Early intervention is another important factor on the road to recovery. Parents and family members should not hesitate to speak with their kids about eating disorders if they suspect something is wrong. The next step would be to find anorexia treatment centers near you and follow through with the recommendations from a clinical and medical team. A strong support system is vital throughout the process to support recovery and prevent relapse.

When treatment is complete, the transition back into a “normal” routine can be difficult. While most anorexia treatment centers will offer families plenty of help and guidance along the way, it is always a good idea for patients to ease back into school and social activities. If stressors or daily activities become overwhelming, teens may be triggered to begin using negative coping behaviors that could potentially lead to relapse. Continuing with counseling post-treatment is a great way to help keep teens on the right path and let them know they have continued support.

Adolescent Eating Disorder Treatment at Clementine

When families search online for “anorexia treatment centers near me” they should be looking for a program designed to meet the unique needs of young patients. At Clementine, teens will find a safe, welcoming and comfortable home-like setting where they can begin the road to recovery. Parents will enjoy peace of mind knowing their teens have access to the highest quality medical and psychiatric care outside of a hospital setting. With comprehensive academic and family support options available, we ensure patients have the tools they need to navigate the challenges that can be associated with the recovery process.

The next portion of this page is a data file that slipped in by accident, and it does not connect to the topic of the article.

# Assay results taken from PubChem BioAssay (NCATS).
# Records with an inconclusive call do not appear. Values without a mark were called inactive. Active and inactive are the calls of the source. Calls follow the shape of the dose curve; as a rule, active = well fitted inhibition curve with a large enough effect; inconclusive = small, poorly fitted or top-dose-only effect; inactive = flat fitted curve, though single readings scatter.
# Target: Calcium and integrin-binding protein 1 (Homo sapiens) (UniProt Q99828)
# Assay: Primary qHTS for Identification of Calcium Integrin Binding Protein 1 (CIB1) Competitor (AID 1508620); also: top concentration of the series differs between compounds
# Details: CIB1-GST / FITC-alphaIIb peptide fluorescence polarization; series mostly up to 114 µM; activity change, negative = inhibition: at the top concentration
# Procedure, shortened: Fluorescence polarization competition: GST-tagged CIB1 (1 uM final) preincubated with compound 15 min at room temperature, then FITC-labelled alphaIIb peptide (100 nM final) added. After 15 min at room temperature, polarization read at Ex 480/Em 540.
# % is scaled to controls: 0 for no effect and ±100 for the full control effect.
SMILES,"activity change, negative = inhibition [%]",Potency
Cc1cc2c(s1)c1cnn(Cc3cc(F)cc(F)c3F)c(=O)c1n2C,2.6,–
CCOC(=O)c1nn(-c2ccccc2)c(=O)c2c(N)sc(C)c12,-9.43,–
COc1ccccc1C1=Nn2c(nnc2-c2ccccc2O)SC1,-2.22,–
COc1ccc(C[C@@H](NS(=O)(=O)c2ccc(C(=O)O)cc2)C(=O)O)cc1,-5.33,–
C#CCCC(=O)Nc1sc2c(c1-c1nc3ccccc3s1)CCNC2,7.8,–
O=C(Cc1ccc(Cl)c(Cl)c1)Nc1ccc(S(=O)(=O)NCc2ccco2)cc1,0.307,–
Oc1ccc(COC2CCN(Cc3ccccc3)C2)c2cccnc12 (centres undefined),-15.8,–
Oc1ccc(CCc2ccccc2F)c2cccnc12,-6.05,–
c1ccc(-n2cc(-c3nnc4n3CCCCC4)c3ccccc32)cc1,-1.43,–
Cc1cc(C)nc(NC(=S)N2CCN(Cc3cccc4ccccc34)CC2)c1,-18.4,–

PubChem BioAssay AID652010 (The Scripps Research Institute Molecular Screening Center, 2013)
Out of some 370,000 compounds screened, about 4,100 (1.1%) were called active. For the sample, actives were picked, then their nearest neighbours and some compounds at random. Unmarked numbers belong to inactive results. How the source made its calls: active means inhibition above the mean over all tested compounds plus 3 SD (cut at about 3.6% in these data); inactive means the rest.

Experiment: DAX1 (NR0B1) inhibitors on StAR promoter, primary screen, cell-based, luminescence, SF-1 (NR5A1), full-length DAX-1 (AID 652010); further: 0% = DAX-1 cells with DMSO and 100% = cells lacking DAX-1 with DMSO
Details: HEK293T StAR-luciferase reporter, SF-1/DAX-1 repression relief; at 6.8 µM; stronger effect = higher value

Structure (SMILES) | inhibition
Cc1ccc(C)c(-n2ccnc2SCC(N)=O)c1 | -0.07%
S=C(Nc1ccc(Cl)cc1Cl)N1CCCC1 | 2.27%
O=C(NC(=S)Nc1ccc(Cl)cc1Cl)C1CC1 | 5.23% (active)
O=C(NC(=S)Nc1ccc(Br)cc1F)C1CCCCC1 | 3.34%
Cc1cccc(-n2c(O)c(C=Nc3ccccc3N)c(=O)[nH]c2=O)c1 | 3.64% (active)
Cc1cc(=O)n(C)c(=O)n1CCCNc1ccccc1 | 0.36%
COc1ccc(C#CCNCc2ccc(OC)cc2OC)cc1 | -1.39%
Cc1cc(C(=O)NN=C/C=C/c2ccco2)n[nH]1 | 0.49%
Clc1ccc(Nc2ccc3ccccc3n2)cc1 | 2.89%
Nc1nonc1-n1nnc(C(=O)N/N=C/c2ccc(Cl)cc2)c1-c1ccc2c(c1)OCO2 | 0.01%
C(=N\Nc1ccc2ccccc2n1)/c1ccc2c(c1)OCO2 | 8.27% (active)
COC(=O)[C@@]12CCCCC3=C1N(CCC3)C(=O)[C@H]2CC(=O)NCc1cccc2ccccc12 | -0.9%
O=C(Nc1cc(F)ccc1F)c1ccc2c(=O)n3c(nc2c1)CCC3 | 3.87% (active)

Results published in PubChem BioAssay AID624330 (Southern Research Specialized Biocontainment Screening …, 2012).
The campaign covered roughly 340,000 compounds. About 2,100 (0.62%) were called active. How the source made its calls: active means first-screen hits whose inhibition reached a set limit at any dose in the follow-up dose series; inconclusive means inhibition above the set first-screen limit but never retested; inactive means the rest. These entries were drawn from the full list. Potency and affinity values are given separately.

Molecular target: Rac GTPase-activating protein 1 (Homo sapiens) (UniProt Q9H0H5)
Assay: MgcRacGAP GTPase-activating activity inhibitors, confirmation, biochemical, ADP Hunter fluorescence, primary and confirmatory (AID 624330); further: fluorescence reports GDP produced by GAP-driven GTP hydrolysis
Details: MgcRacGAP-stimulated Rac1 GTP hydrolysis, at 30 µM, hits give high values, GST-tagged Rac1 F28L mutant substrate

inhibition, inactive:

Want to learn more about anorexia treatment centers near you? Call 855.900.2221 or contact our admissions department online today for more information.


Melissa Spann, PhD, LMHC, CEDS-S

Melissa Orshan Spann, PhD, LMHC, RTY 200, is Chief Clinical Officer at Monte Nido & Affiliates, overseeing the clinical operations and programming for over 50 programs across the U.S. Dr. Spann is a Certified Eating Disorder Specialist and clinical supervisor as well as an accomplished presenter and passionate clinician who has spent her career working in the eating disorder field in higher levels of care. She is a member of the Academy for Eating Disorders and the International Association of Eating Disorder Professionals where she serves on the national certification committee, supervision faculty, and is on the board of her local chapter. She received her doctoral degree from Drexel University, master’s degree from the University of Miami, and bachelor’s degree from the University of Florida.